Campaign is part of a larger city effort to encourage biking, make streets safer for everyone
The campaign features three images which appear on two dozen posters throughout the city in high bike-traffic areas. In two images, bikers not wearing helmets have sustained injuries from a crash. In the third, a female biker was protected by her helmet.
The posters and stencils on city bike lane remind riders there are “No Excuses. Wear a Helmet.” Research for the campaign showed that there are a number of reasons riders chose not to wear helmets, such as they are uncomfortable, too hot, or result in “helmet hair.” See campaign images here.
The overall campaign message? It is always safer to ride a bike with a helmet than without a helmet.
“Over the past several years, the Boston Public Health Commission has worked with the city and community partners, trauma doctors, and cycling advocates on a comprehensive approach to making biking a safe and healthy way to get around Boston. Our progress together has included new connected bike lanes, distributing free and low-cost helmets, and supporting bike safety education for youth and children,” said Dr. Huy Nguyen, BPHC medical director and a pediatrician at Dorchester House Multiservice Center. “Riding in Boston is safer than ever, but more can be done. Getting all riders to wear a helmet is another important step in ensuring that residents can enjoy the full health rewards of biking. These posters remind us that if you fall off of your bike, you don’t have to suffer a head, brain or upper face injury—wearing a helmet is a simple effective way you can protect your head.”
Some residents have raised questions about the campaign, including:
Don’t most bicyclists already wear helmets? Different sources show different results. Survey counts by Boston Bikes have shown, on average, more than 70 percent of the riders they saw wore helmets. A recent study, published in the Annals of Emergency Medicine and reported in the Boston Globe, however, cited research documenting a Boston helmet use rate of 48 percent. Either rate demonstrates that more can be done to promote universal helmet use and prevent head and brain injuries.
I know a helmet will protect my head, but will it protect my face? Yes. Emergency department and trauma doctors say that when worn correctly, a properly fitted helmet reduces the risk of head, brain, and upper face injury. In fact, helmets have been shown to reduce the risk of head injury by 85 percent, the risk of brain injury by 88 percent, and the risk of injury to the upper or mid-face by 65 percent.
“Having been a victim of a bicycle crash in which I sustained a cracked helmet, and having seen the devastating results of riders involved in crashes without helmets in comparison to those who were involved in crashes with bike helmets, it is a no brainer. If you ride your bike, wear a helmet,” said Dr. Kofi Abbensetts, trauma and acute care surgeon, Boston Medical Center, and assistant professor of surgery, Boston University School of Medicine.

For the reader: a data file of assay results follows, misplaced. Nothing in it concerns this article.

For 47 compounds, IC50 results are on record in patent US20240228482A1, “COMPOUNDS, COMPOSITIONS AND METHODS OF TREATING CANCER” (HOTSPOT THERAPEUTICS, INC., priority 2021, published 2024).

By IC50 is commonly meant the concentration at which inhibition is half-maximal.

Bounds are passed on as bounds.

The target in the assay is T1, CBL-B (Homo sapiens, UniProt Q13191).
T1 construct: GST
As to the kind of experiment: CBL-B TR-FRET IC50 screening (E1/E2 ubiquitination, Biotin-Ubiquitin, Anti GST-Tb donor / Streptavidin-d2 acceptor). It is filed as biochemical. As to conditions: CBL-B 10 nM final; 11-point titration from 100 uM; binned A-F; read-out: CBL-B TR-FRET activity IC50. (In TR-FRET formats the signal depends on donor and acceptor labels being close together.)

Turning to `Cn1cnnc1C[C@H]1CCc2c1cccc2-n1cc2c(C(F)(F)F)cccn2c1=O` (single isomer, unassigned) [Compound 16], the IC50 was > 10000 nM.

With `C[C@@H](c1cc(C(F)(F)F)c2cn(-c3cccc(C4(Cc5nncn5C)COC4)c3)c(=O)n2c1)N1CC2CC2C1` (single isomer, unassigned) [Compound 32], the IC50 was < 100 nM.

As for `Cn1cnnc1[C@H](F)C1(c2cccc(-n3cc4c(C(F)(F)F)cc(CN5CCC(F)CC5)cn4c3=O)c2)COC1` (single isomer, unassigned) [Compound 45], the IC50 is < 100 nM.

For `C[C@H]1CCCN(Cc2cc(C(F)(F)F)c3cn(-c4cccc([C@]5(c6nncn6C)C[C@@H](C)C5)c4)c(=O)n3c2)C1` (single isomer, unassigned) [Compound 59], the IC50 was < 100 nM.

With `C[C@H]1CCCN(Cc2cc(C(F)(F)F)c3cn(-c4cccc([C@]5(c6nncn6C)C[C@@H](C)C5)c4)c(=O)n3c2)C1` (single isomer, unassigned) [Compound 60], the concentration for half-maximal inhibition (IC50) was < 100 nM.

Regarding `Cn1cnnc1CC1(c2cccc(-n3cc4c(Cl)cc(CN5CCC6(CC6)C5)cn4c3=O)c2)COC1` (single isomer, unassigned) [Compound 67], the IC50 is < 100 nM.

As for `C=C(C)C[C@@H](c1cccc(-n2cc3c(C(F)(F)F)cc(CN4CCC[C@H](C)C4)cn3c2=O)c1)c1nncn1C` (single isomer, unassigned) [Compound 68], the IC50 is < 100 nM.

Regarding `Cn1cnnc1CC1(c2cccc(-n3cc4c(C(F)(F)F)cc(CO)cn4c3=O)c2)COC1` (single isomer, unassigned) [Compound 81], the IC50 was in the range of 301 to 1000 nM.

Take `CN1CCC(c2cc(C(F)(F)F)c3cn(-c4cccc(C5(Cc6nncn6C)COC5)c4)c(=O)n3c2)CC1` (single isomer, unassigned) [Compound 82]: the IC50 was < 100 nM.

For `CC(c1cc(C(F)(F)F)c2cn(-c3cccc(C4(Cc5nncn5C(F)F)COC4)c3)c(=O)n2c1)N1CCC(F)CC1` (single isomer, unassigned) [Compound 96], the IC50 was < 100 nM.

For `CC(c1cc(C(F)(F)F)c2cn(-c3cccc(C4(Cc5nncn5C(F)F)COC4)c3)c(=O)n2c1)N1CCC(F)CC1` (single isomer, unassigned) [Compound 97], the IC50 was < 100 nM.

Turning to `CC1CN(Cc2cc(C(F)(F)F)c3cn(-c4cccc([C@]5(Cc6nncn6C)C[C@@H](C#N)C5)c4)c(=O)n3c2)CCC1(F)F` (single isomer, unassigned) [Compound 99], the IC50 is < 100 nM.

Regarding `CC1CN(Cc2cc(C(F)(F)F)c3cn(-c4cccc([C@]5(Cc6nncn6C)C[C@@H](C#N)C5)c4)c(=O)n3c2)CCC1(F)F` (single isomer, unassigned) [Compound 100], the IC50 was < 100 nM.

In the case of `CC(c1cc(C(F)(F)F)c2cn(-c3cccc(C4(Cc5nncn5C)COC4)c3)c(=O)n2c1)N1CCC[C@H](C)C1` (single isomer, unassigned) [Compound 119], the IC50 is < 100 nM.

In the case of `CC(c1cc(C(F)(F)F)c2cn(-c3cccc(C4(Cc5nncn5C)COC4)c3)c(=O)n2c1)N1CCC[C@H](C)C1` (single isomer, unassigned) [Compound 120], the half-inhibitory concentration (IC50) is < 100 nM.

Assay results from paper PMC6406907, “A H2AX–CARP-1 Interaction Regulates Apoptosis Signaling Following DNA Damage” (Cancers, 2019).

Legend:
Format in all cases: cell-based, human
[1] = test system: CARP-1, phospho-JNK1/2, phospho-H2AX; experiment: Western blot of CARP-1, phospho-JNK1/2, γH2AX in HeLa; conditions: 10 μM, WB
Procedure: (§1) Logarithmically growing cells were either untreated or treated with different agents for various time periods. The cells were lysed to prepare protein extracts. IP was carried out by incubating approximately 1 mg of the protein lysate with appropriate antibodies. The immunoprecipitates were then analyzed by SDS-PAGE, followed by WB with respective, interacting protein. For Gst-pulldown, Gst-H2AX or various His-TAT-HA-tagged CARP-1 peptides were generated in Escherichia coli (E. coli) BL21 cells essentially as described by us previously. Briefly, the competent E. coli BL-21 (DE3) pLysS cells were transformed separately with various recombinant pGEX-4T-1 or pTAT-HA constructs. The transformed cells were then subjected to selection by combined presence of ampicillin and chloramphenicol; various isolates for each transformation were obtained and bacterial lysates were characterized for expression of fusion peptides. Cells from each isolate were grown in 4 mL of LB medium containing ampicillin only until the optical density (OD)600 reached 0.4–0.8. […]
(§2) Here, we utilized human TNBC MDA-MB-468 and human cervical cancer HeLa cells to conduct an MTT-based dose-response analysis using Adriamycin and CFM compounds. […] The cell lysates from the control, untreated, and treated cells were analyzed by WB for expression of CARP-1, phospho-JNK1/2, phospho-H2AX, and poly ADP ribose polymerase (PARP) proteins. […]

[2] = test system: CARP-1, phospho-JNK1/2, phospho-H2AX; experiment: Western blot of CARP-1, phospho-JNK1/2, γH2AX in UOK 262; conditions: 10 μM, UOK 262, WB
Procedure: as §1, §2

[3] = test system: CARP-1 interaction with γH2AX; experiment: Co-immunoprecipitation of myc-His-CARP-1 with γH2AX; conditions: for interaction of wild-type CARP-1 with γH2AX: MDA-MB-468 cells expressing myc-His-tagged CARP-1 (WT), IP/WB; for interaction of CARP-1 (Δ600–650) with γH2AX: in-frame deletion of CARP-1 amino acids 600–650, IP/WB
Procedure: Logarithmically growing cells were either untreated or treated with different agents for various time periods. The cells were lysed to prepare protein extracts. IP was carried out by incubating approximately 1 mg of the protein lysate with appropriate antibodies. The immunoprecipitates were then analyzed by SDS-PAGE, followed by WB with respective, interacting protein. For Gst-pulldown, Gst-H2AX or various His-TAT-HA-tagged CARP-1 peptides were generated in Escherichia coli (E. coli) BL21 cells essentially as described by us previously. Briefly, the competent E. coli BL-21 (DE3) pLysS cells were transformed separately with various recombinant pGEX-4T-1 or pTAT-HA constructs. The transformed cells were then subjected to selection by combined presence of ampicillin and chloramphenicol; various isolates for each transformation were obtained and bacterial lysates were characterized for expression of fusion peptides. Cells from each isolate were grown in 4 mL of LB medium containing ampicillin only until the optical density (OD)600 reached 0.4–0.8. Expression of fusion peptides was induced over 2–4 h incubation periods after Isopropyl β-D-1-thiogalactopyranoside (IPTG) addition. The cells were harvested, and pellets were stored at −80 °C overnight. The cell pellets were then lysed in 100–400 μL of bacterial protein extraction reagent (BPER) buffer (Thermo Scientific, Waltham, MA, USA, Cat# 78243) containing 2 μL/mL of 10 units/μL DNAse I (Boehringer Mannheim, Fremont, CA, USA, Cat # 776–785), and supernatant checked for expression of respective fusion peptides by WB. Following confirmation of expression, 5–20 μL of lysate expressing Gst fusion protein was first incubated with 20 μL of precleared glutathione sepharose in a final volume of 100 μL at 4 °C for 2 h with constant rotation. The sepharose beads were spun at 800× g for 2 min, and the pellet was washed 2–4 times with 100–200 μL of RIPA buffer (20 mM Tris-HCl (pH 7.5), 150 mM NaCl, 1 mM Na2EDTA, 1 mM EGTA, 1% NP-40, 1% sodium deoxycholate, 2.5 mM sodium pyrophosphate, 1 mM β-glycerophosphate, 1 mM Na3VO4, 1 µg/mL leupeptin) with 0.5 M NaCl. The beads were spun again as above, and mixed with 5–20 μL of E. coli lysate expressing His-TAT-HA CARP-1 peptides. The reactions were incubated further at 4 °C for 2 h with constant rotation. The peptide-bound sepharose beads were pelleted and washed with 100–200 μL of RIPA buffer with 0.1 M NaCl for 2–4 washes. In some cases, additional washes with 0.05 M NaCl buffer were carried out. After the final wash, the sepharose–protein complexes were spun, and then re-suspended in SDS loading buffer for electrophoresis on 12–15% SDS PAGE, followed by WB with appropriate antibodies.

Won’t this campaign discourage people from riding bikes in Boston? No. Getting more people to wear helmets every time they ride, and effectively reducing rates of head and brain injuries will make bicycling in Boston a safer and more attractive mode of transportation.
What else is the city of Boston doing to make the streets safer for bikers? The city of Boston, supported by BPHC and a coalition including emergency department doctors and other hospital staff, cycling advocates, and community leaders, has taken a comprehensive approach to promoting safe bike riding in the city. These efforts have included adding more than 50 miles of new, connected bike lanes; providing more than 500 reduced-cost Hubway memberships; creating more than 2,500 new bike parking spaces; working with more than 10,000 youth through programs like Roll it Forward; and distributing more than 6,000 helmets. In addition, the Boston Police Department has issued more than 2,000 parking tickets for bicycle lane violations to motor vehicles in city, and also distributes helmets to riders.
Isn’t increasing ridership more important for bike safety (i.e. safety in numbers)? In some studies in other cities, lower rates of accidents were seen on roads with higher numbers of cyclists. While this research is promising, bike helmets still remain the single most effective way to reduce the risk of head and brain injuries.
Where can I get a helmet? The BPHC Injury Prevention Program works to reduce the risk of head injury by providing low-cost helmets to the community in Boston. Helmets for $5.00 are available at the Boston Medical Center Gift Shop. Organizations can also place orders for helmets (at $5.00 per unit cost) to be delivered on site for individual distribution or for health fairs and local events. To request discounted helmets, complete and return the following application.
BPHC works with community-based organizations to ensure that free and low cost helmets are available in Boston neighborhoods. This summer, BPHC donated helmets to Boston Cyclists Union for distribution through their Bike to Market program. Helmets were available at farmers markets in Roxbury, Dorchester, Mattapan, East Boston and Charlestown among others; and were also distributed through other partners, including: CommonWheels Bicycle Collective, Mattapan Food and Fitness, RoxComp Community Health Center, MA Affordable Housing Alliance, South Side Head Start (Part of ABCD), Mass College of Art & Design, Harvard University, South Boston Neighborhood House PreSchool, and Boston Emergency Medical Services.